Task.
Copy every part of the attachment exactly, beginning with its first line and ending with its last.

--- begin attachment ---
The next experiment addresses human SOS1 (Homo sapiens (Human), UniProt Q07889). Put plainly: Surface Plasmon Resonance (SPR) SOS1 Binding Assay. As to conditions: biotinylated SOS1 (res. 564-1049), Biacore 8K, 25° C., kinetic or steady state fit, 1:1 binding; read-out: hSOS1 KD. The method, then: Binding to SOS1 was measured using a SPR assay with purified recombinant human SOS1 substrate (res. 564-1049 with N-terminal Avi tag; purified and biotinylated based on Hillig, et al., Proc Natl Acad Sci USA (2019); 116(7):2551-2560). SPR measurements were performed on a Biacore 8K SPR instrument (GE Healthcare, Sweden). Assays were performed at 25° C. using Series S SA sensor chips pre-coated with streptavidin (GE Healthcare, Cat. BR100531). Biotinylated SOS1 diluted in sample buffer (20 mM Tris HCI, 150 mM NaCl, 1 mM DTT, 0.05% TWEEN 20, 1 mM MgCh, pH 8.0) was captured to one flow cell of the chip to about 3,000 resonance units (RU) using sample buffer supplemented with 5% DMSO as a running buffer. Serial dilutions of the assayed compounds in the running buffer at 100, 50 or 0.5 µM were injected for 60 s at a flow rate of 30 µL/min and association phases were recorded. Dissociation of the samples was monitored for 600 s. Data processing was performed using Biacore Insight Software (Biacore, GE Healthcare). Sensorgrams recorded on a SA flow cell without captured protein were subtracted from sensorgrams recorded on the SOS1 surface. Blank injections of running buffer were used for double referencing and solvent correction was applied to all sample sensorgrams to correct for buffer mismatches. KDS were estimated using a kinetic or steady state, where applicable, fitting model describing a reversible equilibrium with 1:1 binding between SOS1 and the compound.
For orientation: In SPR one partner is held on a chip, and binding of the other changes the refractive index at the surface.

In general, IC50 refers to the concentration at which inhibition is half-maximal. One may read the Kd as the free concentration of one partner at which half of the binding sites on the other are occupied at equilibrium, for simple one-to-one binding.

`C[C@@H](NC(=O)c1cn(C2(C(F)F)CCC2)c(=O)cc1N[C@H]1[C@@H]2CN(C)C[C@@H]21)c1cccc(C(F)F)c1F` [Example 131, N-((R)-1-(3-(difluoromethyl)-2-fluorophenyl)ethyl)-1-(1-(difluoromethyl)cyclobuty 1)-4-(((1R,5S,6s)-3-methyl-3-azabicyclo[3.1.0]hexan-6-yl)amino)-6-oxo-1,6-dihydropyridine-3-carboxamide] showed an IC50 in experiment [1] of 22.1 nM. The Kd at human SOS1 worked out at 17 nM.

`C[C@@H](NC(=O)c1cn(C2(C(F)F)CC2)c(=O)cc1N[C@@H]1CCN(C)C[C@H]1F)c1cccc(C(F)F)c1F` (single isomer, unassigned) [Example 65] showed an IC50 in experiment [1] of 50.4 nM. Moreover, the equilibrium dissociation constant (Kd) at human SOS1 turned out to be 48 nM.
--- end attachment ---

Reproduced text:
The next experiment addresses human SOS1 (Homo sapiens (Human), UniProt Q07889). Put plainly: Surface Plasmon Resonance (SPR) SOS1 Binding Assay. As to conditions: biotinylated SOS1 (res. 564-1049), Biacore 8K, 25° C., kinetic or steady state fit, 1:1 binding; read-out: hSOS1 KD. The method, then: Binding to SOS1 was measured using a SPR assay with purified recombinant human SOS1 substrate (res. 564-1049 with N-terminal Avi tag; purified and biotinylated based on Hillig, et al., Proc Natl Acad Sci USA (2019); 116(7):2551-2560). SPR measurements were performed on a Biacore 8K SPR instrument (GE Healthcare, Sweden). Assays were performed at 25° C. using Series S SA sensor chips pre-coated with streptavidin (GE Healthcare, Cat. BR100531). Biotinylated SOS1 diluted in sample buffer (20 mM Tris HCI, 150 mM NaCl, 1 mM DTT, 0.05% TWEEN 20, 1 mM MgCh, pH 8.0) was captured to one flow cell of the chip to about 3,000 resonance units (RU) using sample buffer supplemented with 5% DMSO as a running buffer. Serial dilutions of the assayed compounds in the running buffer at 100, 50 or 0.5 µM were injected for 60 s at a flow rate of 30 µL/min and association phases were recorded. Dissociation of the samples was monitored for 600 s. Data processing was performed using Biacore Insight Software (Biacore, GE Healthcare). Sensorgrams recorded on a SA flow cell without captured protein were subtracted from sensorgrams recorded on the SOS1 surface. Blank injections of running buffer were used for double referencing and solvent correction was applied to all sample sensorgrams to correct for buffer mismatches. KDS were estimated using a kinetic or steady state, where applicable, fitting model describing a reversible equilibrium with 1:1 binding between SOS1 and the compound.
For orientation: In SPR one partner is held on a chip, and binding of the other changes the refractive index at the surface.

In general, IC50 refers to the concentration at which inhibition is half-maximal. One may read the Kd as the free concentration of one partner at which half of the binding sites on the other are occupied at equilibrium, for simple one-to-one binding.

`C[C@@H](NC(=O)c1cn(C2(C(F)F)CCC2)c(=O)cc1N[C@H]1[C@@H]2CN(C)C[C@@H]21)c1cccc(C(F)F)c1F` [Example 131, N-((R)-1-(3-(difluoromethyl)-2-fluorophenyl)ethyl)-1-(1-(difluoromethyl)cyclobuty 1)-4-(((1R,5S,6s)-3-methyl-3-azabicyclo[3.1.0]hexan-6-yl)amino)-6-oxo-1,6-dihydropyridine-3-carboxamide] showed an IC50 in experiment [1] of 22.1 nM. The Kd at human SOS1 worked out at 17 nM.

`C[C@@H](NC(=O)c1cn(C2(C(F)F)CC2)c(=O)cc1N[C@@H]1CCN(C)C[C@H]1F)c1cccc(C(F)F)c1F` (single isomer, unassigned) [Example 65] showed an IC50 in experiment [1] of 50.4 nM. Moreover, the equilibrium dissociation constant (Kd) at human SOS1 turned out to be 48 nM.